Sunday, August 7, 2011

The Sarcasm Report v.122

August 5, 2011
What happens after the meltdown?

While it's almost over, price damage calls into question the 3-year-old bull market.

Does it also call into question the nearly 13-year-old stagnant market? I think not! The S&P 500 is now trading at December 1998 levels again (like it did in 2001, 2004, 2005, 2008, and 2010).

It boils down to this: Easy credit fuels an asset bubble, the asset bubble implodes into a banking crisis, the banking crisis spawns government bailouts and stimulus, and government largess results in a sovereign debt crisis and default.

1. Easy credit
2. Asset bubble
3. Asset bubble implodes
4. Banking crisis
5. Bailouts and stimulus
6. Sovereign debt crisis
7. Default

It didn't have to be this way. We had a nice tailwind in June and early July.

What tailwind?

St. Louis Fed: Real GDP Growth (YoY)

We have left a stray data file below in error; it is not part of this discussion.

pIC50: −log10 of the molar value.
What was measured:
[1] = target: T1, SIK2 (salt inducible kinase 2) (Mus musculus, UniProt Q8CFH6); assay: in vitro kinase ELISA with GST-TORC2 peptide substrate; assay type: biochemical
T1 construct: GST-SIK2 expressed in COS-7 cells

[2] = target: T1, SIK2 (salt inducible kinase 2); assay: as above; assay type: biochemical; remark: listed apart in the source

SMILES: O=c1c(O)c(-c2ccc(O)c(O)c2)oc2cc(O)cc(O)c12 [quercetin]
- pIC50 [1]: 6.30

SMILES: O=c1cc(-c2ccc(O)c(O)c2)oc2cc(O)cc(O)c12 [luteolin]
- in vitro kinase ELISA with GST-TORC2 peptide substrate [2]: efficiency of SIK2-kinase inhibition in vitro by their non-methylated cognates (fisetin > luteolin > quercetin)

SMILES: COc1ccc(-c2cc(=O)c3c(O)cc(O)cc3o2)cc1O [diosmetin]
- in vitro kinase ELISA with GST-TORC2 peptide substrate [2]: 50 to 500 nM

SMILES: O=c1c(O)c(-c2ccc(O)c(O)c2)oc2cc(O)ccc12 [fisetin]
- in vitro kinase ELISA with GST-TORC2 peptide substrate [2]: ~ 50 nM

Click to enlarge.

We successfully completed step #1 (easy credit). We were doing so well on step #2 (asset bubble). Here we are at Step #3 (asset bubble implodes) again. Shocking!

The good news is: There is still a narrow path out of the darkness. And like last year, it could have everything to do with the Federal Reserve. The Fed wraps up a two-day policy meeting next Tuesday and will host a global powwow for central bankers in Jackson Hole, Wyo., later this month.

By all means let's rely on the Fed to clear a path out of the darkness. They've done it SO many times. What do we care if the path keeps looping back into the darkness with higher and higher debt loads?

Both will present an invaluable opportunity for Fed Chairman Bernanke to announce his ability and willingness to deploy creative new monetary policy measures to stave off another recession -- one that could devolve into a global, synchronized depression, given current sovereign debt problems.